It could be the 21st century, however, there’s still great manners to uphold when sending an email after a meeting.
There are not many facets of life that have not been influenced by technologies and the electronic revolution, making the individual touch, diligent time, and thoughtfulness crucial tools that will assist you to connect to your future company. Sending a follow-up email following a job interview is a fast and effortless way to stick out from the audience and create a lasting impression on your interviewer.
Why Should You Send a Follow-Up Email Following an Interview?
Offering a quick thank you email to the hiring or recruiting supervisor following your interview may look like the obvious thing to do, but did you realize that over half of interviewees do not? That means only sending that followup email puts you in the very top half of this barrel for recruiters, for whom post-interview thank-you mails hold a good deal of influence, not only where candidates remain in the running, but to affect their final hiring decisions.
Additionally, it is important to think of the long-term once you’re sending a followup email following a meeting. Even in the event that you believe your interview did not go well, a follow-up email is just one final opportunity to appear on your own and create a lasting impression. It might never pay off in the literal sense, but it goes a very long way to prove personality and develop a relationship with a professional who may only be in contact about a vacancy in the long run.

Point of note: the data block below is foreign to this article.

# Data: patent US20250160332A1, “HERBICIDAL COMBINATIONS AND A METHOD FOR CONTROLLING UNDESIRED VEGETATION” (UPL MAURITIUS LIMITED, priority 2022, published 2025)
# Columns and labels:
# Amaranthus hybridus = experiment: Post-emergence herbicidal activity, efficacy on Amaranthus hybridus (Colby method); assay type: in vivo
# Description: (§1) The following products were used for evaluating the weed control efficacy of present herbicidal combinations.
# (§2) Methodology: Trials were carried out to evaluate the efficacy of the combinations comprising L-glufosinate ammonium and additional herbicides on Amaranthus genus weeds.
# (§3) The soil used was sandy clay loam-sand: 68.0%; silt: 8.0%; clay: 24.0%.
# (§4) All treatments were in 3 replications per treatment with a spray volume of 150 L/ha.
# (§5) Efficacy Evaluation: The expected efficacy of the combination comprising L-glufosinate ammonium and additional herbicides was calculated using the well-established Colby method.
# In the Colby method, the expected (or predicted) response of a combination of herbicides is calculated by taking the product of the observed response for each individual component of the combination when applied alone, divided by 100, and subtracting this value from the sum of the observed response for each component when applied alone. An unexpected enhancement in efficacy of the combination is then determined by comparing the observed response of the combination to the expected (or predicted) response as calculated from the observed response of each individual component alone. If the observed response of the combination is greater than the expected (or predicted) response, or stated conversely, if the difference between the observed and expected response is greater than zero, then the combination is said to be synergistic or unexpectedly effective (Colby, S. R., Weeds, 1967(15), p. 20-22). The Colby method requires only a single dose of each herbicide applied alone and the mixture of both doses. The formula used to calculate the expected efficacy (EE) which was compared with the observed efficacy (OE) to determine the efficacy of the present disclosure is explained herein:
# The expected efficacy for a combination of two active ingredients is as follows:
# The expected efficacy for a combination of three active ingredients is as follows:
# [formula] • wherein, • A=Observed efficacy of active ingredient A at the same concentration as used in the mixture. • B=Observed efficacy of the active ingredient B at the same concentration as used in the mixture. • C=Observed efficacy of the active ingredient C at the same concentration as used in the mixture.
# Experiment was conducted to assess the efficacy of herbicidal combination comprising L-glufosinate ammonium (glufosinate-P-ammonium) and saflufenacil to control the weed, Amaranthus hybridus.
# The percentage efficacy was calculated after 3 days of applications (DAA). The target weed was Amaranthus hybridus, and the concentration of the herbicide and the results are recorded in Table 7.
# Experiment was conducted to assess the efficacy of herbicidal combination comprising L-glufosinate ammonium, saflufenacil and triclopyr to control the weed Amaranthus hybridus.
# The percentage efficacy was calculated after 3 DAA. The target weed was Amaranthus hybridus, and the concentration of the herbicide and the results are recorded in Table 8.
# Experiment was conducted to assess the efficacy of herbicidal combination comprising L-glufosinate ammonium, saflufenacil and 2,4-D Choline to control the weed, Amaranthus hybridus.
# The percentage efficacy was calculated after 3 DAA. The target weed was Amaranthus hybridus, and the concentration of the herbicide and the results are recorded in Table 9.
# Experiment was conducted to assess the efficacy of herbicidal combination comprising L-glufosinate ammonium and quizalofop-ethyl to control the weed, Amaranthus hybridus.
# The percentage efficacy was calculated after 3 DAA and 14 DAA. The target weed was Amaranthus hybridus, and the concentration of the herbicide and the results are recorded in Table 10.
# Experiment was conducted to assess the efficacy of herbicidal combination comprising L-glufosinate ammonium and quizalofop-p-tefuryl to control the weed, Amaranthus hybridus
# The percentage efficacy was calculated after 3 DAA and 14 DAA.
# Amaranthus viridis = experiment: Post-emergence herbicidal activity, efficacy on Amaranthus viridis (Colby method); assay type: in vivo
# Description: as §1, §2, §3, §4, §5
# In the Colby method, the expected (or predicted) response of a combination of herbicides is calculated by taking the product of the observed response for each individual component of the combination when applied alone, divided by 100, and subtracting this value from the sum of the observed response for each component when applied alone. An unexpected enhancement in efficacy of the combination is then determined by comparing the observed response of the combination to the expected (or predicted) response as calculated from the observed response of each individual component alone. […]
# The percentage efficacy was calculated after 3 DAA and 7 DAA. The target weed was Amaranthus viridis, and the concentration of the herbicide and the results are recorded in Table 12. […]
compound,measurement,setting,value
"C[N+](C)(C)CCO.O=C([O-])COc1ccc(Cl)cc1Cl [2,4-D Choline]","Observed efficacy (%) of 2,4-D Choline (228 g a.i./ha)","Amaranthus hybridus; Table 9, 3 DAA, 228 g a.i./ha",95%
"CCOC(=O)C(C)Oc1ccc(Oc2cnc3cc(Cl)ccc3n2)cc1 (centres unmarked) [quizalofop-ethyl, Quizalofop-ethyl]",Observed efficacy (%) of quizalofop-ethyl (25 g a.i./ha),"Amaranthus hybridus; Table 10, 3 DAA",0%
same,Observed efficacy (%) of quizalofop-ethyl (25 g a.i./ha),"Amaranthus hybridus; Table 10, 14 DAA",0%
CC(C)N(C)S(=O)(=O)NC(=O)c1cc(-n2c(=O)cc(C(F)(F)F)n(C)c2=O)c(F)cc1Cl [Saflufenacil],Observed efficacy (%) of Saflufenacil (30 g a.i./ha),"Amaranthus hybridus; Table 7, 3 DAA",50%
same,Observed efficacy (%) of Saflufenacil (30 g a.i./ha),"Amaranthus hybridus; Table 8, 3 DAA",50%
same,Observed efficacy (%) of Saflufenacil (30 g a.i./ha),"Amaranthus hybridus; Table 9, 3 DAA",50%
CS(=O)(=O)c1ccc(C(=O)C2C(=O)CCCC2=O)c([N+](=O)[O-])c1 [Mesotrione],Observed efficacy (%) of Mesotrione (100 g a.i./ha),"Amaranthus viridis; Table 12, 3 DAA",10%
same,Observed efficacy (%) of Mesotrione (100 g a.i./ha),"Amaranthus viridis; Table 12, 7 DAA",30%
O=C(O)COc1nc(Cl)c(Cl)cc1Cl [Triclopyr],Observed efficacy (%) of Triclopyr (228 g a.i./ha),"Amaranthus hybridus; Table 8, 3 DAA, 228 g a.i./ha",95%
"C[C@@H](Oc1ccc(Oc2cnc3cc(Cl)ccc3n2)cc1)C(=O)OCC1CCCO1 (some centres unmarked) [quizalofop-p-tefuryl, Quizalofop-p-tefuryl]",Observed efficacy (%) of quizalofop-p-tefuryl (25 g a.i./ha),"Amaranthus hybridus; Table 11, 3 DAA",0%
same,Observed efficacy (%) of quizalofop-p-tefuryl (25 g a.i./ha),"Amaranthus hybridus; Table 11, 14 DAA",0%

To put it simply, sending a thank-you follow-up email after a meeting reveals good ways, bundles your interview encounter professionally, and also, if crafted nicely, is a true chance for you to stick out to potential companies one final moment.
How Long After Your Interview You Have to Send a Follow-Up Email?
If you place yourself in the hiring manager’s shoes for only a moment, you will understand how active they are and how many people they visit and interview each and every moment. The lesson we can take from this is how important it’s to take action to solidify their perception of you rather than get lost in a sea of other candidates vying for the exact same job.
How, you ask?